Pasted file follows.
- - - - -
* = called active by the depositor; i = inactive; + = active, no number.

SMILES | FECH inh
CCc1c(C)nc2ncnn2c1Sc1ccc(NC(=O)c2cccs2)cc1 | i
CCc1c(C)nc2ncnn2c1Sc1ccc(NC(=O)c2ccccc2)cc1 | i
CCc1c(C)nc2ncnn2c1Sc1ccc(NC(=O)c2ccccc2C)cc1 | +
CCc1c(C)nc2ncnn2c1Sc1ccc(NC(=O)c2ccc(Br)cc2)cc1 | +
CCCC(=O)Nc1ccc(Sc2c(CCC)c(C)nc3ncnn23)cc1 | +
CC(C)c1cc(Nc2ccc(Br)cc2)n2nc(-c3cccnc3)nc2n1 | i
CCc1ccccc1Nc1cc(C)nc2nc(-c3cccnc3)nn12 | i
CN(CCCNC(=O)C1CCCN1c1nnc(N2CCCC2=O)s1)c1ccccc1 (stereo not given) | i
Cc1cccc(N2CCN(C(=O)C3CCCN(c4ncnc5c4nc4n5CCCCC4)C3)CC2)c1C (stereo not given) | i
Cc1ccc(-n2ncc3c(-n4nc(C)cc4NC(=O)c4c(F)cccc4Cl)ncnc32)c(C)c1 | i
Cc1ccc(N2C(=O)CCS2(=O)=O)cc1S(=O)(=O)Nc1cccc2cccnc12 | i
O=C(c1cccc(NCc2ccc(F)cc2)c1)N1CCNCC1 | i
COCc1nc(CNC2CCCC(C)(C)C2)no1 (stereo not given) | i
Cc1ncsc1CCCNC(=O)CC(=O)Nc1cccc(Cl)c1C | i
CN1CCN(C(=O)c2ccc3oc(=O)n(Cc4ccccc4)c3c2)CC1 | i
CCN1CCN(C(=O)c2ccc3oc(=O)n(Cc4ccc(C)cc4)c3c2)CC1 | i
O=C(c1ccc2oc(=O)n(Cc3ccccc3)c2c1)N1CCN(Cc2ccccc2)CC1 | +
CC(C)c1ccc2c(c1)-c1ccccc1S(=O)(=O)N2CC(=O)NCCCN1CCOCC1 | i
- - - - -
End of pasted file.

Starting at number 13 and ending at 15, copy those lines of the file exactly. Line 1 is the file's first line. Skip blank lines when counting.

Cc1ccc(N2C(=O)CCS2(=O)=O)cc1S(=O)(=O)Nc1cccc2cccnc12 | i
O=C(c1cccc(NCc2ccc(F)cc2)c1)N1CCNCC1 | i
COCc1nc(CNC2CCCC(C)(C)C2)no1 (stereo not given) | i